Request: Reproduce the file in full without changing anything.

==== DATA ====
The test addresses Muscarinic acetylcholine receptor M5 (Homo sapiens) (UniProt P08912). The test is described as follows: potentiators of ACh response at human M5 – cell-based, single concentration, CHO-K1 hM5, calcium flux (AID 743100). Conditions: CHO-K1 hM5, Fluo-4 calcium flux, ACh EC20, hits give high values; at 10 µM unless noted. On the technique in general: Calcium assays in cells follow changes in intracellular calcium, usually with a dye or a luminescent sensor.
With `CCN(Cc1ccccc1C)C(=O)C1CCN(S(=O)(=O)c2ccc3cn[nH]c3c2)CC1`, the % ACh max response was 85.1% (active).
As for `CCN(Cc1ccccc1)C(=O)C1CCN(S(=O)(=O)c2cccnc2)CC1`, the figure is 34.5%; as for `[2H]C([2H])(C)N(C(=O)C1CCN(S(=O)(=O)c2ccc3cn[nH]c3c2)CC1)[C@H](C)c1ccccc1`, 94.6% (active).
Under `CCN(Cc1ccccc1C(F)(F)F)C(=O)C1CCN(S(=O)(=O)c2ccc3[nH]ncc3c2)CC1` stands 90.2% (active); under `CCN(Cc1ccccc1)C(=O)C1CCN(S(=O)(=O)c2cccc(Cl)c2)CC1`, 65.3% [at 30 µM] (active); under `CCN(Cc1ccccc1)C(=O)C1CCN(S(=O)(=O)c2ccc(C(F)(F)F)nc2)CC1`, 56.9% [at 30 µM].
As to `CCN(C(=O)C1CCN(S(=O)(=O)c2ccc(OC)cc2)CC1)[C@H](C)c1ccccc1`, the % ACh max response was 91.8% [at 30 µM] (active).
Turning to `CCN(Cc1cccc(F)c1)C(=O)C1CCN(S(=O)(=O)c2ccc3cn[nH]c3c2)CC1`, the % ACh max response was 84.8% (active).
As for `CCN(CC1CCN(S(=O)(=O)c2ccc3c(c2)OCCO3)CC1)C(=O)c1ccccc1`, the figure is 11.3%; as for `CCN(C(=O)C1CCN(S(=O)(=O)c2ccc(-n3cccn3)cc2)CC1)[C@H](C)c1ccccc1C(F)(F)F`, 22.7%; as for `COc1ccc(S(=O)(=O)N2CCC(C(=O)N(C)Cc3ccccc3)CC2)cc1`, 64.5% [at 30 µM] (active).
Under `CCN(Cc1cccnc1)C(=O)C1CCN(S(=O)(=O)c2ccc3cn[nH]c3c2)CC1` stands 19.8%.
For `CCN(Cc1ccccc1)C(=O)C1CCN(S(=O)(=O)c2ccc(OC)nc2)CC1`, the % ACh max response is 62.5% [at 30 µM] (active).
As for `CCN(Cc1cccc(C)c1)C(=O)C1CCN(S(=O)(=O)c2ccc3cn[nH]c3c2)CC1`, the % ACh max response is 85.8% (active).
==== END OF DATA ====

The test addresses Muscarinic acetylcholine receptor M5 (Homo sapiens) (UniProt P08912). The test is described as follows: potentiators of ACh response at human M5 – cell-based, single concentration, CHO-K1 hM5, calcium flux (AID 743100). Conditions: CHO-K1 hM5, Fluo-4 calcium flux, ACh EC20, hits give high values; at 10 µM unless noted. On the technique in general: Calcium assays in cells follow changes in intracellular calcium, usually with a dye or a luminescent sensor.
With `CCN(Cc1ccccc1C)C(=O)C1CCN(S(=O)(=O)c2ccc3cn[nH]c3c2)CC1`, the % ACh max response was 85.1% (active).
As for `CCN(Cc1ccccc1)C(=O)C1CCN(S(=O)(=O)c2cccnc2)CC1`, the figure is 34.5%; as for `[2H]C([2H])(C)N(C(=O)C1CCN(S(=O)(=O)c2ccc3cn[nH]c3c2)CC1)[C@H](C)c1ccccc1`, 94.6% (active).
Under `CCN(Cc1ccccc1C(F)(F)F)C(=O)C1CCN(S(=O)(=O)c2ccc3[nH]ncc3c2)CC1` stands 90.2% (active); under `CCN(Cc1ccccc1)C(=O)C1CCN(S(=O)(=O)c2cccc(Cl)c2)CC1`, 65.3% [at 30 µM] (active); under `CCN(Cc1ccccc1)C(=O)C1CCN(S(=O)(=O)c2ccc(C(F)(F)F)nc2)CC1`, 56.9% [at 30 µM].
As to `CCN(C(=O)C1CCN(S(=O)(=O)c2ccc(OC)cc2)CC1)[C@H](C)c1ccccc1`, the % ACh max response was 91.8% [at 30 µM] (active).
Turning to `CCN(Cc1cccc(F)c1)C(=O)C1CCN(S(=O)(=O)c2ccc3cn[nH]c3c2)CC1`, the % ACh max response was 84.8% (active).
As for `CCN(CC1CCN(S(=O)(=O)c2ccc3c(c2)OCCO3)CC1)C(=O)c1ccccc1`, the figure is 11.3%; as for `CCN(C(=O)C1CCN(S(=O)(=O)c2ccc(-n3cccn3)cc2)CC1)[C@H](C)c1ccccc1C(F)(F)F`, 22.7%; as for `COc1ccc(S(=O)(=O)N2CCC(C(=O)N(C)Cc3ccccc3)CC2)cc1`, 64.5% [at 30 µM] (active).
Under `CCN(Cc1cccnc1)C(=O)C1CCN(S(=O)(=O)c2ccc3cn[nH]c3c2)CC1` stands 19.8%.
For `CCN(Cc1ccccc1)C(=O)C1CCN(S(=O)(=O)c2ccc(OC)nc2)CC1`, the % ACh max response is 62.5% [at 30 µM] (active).
As for `CCN(Cc1cccc(C)c1)C(=O)C1CCN(S(=O)(=O)c2ccc3cn[nH]c3c2)CC1`, the % ACh max response is 85.8% (active).